I don’t use PCLINUXOS but I would like to say that the printer option it uses is a very good idea and other distros should follow in their footsteps. The following is reason/s why: If one is dual booting with Windows and does not need linux for printing or has a printer that does not have linux drivers (of which there are many, especially the budget variety), it can be very annoying to have the printer setup wizard pop-up at every boot time and the only way to stop this is to completely uninstall all printer related packages or unplug the printer when using linux (which becomes an unnecessary chore because you would need to plug it back in when using Windows or when you have multiple users using the same PC and some of those, for various reasons, don’t use Linux).

    Of the reviewer’s other observations, I am in full agreement with default firewall enabling as I am a MBB user (and this is a growing segment of Linux users, especially with the popularity of netbooks) and there is generally no hardware router firewall to rely on with Mobile Broadband USB modems. I also support the installer recommendations, especially to boot directly into an install environment without using live-cd install mode and the higher RAM resources that it requires (openSUSE does this very well and can be installed on older hardware with limited RAM, which would preclude or make very difficult installing from live-cd mode).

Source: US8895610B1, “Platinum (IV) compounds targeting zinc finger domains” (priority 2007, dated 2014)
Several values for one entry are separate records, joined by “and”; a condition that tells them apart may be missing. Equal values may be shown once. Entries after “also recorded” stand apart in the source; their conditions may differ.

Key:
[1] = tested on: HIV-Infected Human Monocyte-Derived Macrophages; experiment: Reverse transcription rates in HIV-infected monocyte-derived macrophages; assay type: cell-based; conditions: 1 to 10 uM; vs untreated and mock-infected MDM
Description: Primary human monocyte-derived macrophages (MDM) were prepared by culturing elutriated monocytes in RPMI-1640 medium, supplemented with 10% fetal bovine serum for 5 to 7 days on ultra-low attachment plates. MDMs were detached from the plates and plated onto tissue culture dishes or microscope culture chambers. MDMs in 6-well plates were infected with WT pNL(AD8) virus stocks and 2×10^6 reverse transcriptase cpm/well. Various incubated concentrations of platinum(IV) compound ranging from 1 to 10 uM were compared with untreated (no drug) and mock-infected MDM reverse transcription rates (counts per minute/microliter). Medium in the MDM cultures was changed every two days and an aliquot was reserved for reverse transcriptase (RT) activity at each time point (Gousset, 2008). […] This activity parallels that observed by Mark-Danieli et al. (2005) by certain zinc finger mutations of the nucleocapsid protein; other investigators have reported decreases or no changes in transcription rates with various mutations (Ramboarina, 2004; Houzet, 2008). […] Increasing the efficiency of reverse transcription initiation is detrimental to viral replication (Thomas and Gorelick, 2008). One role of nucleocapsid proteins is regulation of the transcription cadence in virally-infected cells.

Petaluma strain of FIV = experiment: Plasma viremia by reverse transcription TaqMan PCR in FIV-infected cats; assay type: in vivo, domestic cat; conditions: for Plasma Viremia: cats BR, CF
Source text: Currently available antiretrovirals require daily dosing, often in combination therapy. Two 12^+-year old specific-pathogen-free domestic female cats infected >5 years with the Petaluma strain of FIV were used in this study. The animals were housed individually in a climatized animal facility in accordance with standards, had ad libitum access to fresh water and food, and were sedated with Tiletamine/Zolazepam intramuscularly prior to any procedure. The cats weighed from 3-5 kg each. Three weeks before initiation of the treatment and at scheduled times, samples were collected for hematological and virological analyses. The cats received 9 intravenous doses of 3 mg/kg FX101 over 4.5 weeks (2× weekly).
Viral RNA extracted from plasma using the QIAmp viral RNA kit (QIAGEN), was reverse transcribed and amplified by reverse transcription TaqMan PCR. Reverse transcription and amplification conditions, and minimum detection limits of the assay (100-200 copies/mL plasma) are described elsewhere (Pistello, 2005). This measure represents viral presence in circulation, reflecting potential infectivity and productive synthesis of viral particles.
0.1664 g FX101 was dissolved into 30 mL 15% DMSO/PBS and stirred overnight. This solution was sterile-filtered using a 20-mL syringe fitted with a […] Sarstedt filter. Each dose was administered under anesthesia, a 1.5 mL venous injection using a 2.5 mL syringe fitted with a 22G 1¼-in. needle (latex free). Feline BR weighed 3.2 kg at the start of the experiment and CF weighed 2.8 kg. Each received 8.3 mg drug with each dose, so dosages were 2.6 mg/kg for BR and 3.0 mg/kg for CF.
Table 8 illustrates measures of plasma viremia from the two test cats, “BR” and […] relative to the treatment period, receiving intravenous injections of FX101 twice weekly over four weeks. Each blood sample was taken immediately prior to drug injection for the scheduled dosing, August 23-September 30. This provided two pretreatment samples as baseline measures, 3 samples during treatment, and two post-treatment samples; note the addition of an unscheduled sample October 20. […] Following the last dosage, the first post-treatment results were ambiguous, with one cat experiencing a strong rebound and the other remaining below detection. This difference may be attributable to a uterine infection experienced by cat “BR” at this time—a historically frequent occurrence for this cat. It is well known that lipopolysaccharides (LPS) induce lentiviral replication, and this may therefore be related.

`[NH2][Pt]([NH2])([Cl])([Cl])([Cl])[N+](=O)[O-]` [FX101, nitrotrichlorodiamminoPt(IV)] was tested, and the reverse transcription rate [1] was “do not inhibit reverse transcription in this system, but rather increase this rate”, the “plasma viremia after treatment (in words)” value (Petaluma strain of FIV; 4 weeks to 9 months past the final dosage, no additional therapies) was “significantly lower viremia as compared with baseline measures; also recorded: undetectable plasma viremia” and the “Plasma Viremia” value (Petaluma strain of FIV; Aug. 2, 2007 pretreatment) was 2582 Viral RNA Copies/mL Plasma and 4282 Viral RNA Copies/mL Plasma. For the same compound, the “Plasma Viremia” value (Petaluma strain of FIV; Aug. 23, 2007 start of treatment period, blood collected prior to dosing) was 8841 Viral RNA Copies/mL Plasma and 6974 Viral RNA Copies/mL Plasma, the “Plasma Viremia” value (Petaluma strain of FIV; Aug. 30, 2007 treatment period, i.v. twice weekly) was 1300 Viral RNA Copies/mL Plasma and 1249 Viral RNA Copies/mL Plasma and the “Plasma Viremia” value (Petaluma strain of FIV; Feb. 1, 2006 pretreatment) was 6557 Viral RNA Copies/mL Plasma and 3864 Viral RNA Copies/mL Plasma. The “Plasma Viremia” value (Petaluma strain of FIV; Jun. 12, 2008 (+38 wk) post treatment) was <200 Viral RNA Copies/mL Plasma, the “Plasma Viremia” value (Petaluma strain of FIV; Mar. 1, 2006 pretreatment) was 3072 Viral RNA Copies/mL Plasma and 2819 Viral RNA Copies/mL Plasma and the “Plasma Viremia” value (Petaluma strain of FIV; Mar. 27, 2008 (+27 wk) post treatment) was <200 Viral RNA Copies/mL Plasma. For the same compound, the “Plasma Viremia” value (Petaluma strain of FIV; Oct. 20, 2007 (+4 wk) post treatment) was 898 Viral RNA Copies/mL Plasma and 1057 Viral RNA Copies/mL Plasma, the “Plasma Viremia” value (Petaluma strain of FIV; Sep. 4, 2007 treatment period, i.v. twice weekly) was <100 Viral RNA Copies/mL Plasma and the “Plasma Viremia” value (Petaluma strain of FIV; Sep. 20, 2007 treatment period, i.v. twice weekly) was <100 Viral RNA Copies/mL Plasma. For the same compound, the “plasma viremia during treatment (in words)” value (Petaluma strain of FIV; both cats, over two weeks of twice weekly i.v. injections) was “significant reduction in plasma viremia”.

2. Crow says:

    Your site, your rules, your opinion.

    Unfortunately you don’t have your info right I must ask three things:
    1. Don’t you think all the decisions have a reason?
    2. Did you tried to know that reason? because many were based in the community opinion (maybe that’s why the community is writing here, not because there are many fan boys)
    3. Do you like the method of rock throwing to get hits on your page? an old trick, you know ;-) it seems so

    Have a Good Day

  3. Jose M. says:

    Well, how do I start?

    As already pointed out, PCLinuxOS is no longer based on Mandriva.